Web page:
[News in focus] Chaebol nonprofits strengthen family grip: FTCKorea’s corporate watchdog suggested this weekend that the country’s chaebol families may be using their nonprofit organizations to tighten their control over their business empires.
Some analysts, however, caution that any measures to rein them in may do more harm than good.
According to the Fair Trade Commission’s findings released on Sunday, out of the 165 nonprofit organizations operated by local conglomerates, 66 of them owned shares in affiliates of groups they were a part of. These nonprofit organizations owned shares in 119 different conglomerate affiliates, the FTC’s data showed.
About 22 percent of the assets owned by conglomerate-linked nonprofits were stocks, nearly four times more than other Korean nonprofit organizations. About 75 percent of the shares held by chaebol-owned nonprofit foundations were in affiliates of the same conglomerate.
The average assets of nonprofit foundations run by the nation’s top ten companies was 202.1 billion won ($180.7 million), the FTC said, nearly 10 times that of the average Korean nonprofit organization.
“Stocks owned by nonprofit organizations were mostly in the affiliates that had control over the groups [such as holding companies],” said an official from the FTC. He added that chaebol families may have used nonprofits in their schemes to hand over control from one generation to the next.
In addition to the questionable asset structure, the FTC also discovered that about 84 percent of conglomerate-run nonprofit organizations gave board seats to the members of chaebol families. Family members served as the foundation head at 41.2 percent of them. The FTC launched its investigation into chaebol nonprofits in December of last year.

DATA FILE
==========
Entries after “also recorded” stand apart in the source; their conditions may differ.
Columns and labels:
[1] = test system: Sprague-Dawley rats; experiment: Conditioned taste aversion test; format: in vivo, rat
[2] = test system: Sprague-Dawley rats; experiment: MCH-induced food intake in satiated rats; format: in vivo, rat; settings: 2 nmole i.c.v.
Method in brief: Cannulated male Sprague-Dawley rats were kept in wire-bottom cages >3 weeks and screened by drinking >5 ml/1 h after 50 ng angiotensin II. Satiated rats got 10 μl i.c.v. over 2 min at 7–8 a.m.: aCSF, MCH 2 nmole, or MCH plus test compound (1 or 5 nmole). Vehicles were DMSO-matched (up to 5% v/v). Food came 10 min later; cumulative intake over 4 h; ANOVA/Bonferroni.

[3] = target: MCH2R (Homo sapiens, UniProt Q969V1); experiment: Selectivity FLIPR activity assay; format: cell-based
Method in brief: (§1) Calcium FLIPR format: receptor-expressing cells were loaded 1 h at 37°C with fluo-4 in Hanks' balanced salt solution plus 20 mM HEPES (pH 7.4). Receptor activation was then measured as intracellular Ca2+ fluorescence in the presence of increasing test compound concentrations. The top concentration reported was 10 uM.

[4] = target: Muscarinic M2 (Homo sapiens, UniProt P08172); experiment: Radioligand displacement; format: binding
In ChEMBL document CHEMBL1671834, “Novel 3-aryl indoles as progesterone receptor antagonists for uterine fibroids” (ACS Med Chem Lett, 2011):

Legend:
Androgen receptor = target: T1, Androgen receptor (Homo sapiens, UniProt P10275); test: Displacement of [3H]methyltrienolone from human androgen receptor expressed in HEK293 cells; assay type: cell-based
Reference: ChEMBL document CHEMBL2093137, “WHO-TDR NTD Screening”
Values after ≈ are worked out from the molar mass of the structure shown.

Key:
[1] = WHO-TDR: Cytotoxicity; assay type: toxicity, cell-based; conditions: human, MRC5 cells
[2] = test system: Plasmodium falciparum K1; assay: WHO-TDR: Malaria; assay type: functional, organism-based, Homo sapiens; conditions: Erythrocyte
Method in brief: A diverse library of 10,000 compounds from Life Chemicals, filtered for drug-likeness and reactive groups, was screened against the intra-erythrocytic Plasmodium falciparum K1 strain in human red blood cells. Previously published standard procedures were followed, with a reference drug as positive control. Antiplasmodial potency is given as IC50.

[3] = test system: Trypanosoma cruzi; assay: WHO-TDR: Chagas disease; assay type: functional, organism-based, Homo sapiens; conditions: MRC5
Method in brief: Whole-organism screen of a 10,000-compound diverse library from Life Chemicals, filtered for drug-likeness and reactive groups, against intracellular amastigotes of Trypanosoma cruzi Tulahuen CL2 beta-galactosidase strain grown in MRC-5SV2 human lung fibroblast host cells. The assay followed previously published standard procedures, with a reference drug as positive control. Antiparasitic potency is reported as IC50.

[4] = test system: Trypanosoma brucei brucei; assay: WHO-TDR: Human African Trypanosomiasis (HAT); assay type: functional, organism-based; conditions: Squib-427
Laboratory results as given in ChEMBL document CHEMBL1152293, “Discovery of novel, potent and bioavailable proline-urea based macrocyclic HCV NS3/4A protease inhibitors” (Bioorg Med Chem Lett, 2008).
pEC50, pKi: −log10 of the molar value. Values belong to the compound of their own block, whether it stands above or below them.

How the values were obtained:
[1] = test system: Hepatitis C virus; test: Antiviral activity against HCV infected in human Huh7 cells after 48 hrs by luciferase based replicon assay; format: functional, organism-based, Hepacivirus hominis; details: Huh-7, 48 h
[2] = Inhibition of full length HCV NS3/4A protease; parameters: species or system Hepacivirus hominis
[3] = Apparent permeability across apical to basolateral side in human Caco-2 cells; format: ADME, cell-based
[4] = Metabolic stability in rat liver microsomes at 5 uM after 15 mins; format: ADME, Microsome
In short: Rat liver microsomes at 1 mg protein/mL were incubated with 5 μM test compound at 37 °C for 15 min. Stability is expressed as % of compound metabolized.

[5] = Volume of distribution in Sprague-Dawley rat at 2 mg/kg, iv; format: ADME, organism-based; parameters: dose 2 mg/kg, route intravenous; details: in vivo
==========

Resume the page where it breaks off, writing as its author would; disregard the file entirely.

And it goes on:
The move is the latest effort by the antitrust body to pressure family-run conglomerates to overhaul their corporate governance structure. Some experts argue that burdening Korea’s conglomerates too much may backfire and harm the national economy.
“The government should implement restrictions when the activities of controlling shareholders do harm to minority shareholders,” said Sung Tae-yoon, a professor of economics at Yonsei University. “However, it’s unreasonable to raise issues with nonprofit foundations just because they own some shares in affiliates of the groups [they belong to].”
Yun Chang-hyun, an economist and a professor of business at the University of Seoul, said that putting pressure on companies to change their governance structure may do more harm than good at the moment, given Korea’s economic conditions.
“Economic conditions at the moment are not favorable, as the stock market is falling and exports are showing a decline,” Yun said. “Business owners and executives will have no choice but to channel their resources into resolving governance-related issues raised by the government rather than investing them elsewhere, which would deal a blow to the country’s real economy.”
“The government must consider the fair trade policy as a part of its economic policy and control the pace of implementation,” Yun added. “It must consider the timing of when to pressure the companies and when to give them some slack.”
BY CHOI HYUNG-JO [firstname.lastname@example.org]
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